# Page:A Treatise on Electricity and Magnetism - Volume 1.djvu/25

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Chapter V.

Mechanical Action between Electrified Bodies.

Art.

103. Comparison of the force between different electrified systems

104. Mechanical action on an element of an electrified surface

105. Comparison between theories of direct action and theories of stress

106. The kind of stress required to account for the phenomenon

107. The hypothesis of stress considered as a step in electrical science

108. The hypothesis of stress shewn to account for the equilibrium of the medium and for the forces acting between electrified bodies

109. Statements of Faraday relative to the longitudinal tension and lateral pressure of the lines of force

110. Objections to stress in a fluid considered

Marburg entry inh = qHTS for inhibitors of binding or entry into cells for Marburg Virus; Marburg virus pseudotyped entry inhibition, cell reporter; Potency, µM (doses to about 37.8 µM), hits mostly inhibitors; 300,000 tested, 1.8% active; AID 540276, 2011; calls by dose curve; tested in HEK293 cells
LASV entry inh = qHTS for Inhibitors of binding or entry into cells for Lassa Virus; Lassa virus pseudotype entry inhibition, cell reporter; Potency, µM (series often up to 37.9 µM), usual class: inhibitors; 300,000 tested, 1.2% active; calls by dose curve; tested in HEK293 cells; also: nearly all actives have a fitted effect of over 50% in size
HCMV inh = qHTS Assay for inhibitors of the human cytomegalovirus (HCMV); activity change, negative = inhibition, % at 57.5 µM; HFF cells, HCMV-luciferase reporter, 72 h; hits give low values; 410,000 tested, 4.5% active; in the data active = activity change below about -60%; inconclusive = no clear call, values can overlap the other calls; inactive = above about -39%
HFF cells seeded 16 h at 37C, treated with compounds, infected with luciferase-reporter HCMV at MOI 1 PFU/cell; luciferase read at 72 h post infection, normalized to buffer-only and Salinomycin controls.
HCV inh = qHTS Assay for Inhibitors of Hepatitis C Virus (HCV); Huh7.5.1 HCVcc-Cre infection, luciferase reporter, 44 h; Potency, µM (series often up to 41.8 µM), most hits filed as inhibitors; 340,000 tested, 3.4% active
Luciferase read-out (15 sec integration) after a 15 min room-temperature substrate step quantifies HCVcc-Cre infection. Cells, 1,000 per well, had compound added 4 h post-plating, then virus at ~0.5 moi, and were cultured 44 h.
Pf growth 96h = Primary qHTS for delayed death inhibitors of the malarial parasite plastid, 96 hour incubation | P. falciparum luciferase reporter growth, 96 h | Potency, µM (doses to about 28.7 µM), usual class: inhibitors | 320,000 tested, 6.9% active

111. Statement of the theory of electric polarization

Chapter VI.

Points and Lines of Equilibrium.

112. Conditions of a point of equilibrium

113. Number of points of equilibrium

114. At a point or line of equilibrium there is a conical point or a line of self-intersection of the equipotential surface

115. Angles at which an equipotential surface intersects itself

116. The equilibrium of an electrified body cannot be stable

Chapter VII.

Forms of Equipotential Surfaces and Lines of Flow.

117. Practical importance of a knowledge of these forms in simple cases

118. Two electrified points, ratio $4:1$. (Fig. I)

119. Two electrified points, ratio $4:-1$. (Fig. II)

120. An electrified point in a uniform field of force. (Fig. III)

121. Three electrified points. Two spherical equipotential surfaces. (Fig. IV)

122. Faraday's use of the conception of lines of force

123. Method employed in drawing the diagrams